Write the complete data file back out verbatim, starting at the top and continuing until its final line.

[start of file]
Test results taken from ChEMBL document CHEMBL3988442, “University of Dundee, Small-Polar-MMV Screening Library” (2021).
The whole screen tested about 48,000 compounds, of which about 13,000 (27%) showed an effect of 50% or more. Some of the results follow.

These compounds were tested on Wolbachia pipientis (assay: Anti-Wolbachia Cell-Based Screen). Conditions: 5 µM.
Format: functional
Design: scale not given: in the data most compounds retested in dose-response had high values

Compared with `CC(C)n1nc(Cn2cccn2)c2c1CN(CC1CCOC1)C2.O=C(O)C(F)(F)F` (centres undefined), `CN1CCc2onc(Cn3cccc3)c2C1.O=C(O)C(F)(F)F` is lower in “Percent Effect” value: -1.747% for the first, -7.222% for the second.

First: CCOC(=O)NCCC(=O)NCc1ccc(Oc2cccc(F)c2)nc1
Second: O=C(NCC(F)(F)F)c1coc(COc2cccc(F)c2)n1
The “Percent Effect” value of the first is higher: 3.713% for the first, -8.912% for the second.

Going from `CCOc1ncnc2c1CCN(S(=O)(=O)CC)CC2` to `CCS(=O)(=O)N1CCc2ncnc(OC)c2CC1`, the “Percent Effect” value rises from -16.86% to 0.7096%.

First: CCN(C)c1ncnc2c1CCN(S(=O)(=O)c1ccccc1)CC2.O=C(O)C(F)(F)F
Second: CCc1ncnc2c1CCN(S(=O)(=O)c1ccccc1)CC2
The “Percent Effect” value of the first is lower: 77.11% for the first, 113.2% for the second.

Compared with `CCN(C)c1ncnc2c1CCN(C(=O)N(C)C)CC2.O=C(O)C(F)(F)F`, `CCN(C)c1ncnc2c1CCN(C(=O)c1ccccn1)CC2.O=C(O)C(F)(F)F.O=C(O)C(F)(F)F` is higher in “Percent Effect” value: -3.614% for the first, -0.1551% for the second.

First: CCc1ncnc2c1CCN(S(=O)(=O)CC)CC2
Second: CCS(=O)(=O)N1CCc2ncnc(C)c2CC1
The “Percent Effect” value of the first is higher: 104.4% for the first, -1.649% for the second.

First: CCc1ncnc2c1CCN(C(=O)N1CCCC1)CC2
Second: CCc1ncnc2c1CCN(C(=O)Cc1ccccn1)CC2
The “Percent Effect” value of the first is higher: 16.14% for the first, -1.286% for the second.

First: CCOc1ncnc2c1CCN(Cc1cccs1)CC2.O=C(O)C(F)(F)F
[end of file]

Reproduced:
Test results taken from ChEMBL document CHEMBL3988442, “University of Dundee, Small-Polar-MMV Screening Library” (2021).
The whole screen tested about 48,000 compounds, of which about 13,000 (27%) showed an effect of 50% or more. Some of the results follow.

These compounds were tested on Wolbachia pipientis (assay: Anti-Wolbachia Cell-Based Screen). Conditions: 5 µM.
Format: functional
Design: scale not given: in the data most compounds retested in dose-response had high values

Compared with `CC(C)n1nc(Cn2cccn2)c2c1CN(CC1CCOC1)C2.O=C(O)C(F)(F)F` (centres undefined), `CN1CCc2onc(Cn3cccc3)c2C1.O=C(O)C(F)(F)F` is lower in “Percent Effect” value: -1.747% for the first, -7.222% for the second.

First: CCOC(=O)NCCC(=O)NCc1ccc(Oc2cccc(F)c2)nc1
Second: O=C(NCC(F)(F)F)c1coc(COc2cccc(F)c2)n1
The “Percent Effect” value of the first is higher: 3.713% for the first, -8.912% for the second.

Going from `CCOc1ncnc2c1CCN(S(=O)(=O)CC)CC2` to `CCS(=O)(=O)N1CCc2ncnc(OC)c2CC1`, the “Percent Effect” value rises from -16.86% to 0.7096%.

First: CCN(C)c1ncnc2c1CCN(S(=O)(=O)c1ccccc1)CC2.O=C(O)C(F)(F)F
Second: CCc1ncnc2c1CCN(S(=O)(=O)c1ccccc1)CC2
The “Percent Effect” value of the first is lower: 77.11% for the first, 113.2% for the second.

Compared with `CCN(C)c1ncnc2c1CCN(C(=O)N(C)C)CC2.O=C(O)C(F)(F)F`, `CCN(C)c1ncnc2c1CCN(C(=O)c1ccccn1)CC2.O=C(O)C(F)(F)F.O=C(O)C(F)(F)F` is higher in “Percent Effect” value: -3.614% for the first, -0.1551% for the second.

First: CCc1ncnc2c1CCN(S(=O)(=O)CC)CC2
Second: CCS(=O)(=O)N1CCc2ncnc(C)c2CC1
The “Percent Effect” value of the first is higher: 104.4% for the first, -1.649% for the second.

First: CCc1ncnc2c1CCN(C(=O)N1CCCC1)CC2
Second: CCc1ncnc2c1CCN(C(=O)Cc1ccccn1)CC2
The “Percent Effect” value of the first is higher: 16.14% for the first, -1.286% for the second.

First: CCOc1ncnc2c1CCN(Cc1cccs1)CC2.O=C(O)C(F)(F)F